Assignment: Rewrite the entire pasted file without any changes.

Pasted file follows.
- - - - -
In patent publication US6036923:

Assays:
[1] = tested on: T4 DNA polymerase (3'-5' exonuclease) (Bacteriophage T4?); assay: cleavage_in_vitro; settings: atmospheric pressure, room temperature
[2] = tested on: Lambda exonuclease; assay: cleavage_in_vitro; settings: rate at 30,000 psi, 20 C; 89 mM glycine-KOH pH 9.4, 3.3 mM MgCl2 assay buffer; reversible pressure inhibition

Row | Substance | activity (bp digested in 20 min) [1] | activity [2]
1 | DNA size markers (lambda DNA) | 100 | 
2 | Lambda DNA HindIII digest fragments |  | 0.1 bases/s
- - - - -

In patent publication US6036923:

Assays:
[1] = tested on: T4 DNA polymerase (3'-5' exonuclease) (Bacteriophage T4?); assay: cleavage_in_vitro; settings: atmospheric pressure, room temperature
[2] = tested on: Lambda exonuclease; assay: cleavage_in_vitro; settings: rate at 30,000 psi, 20 C; 89 mM glycine-KOH pH 9.4, 3.3 mM MgCl2 assay buffer; reversible pressure inhibition

Row | Substance | activity (bp digested in 20 min) [1] | activity [2]
1 | DNA size markers (lambda DNA) | 100 | 
2 | Lambda DNA HindIII digest fragments |  | 0.1 bases/s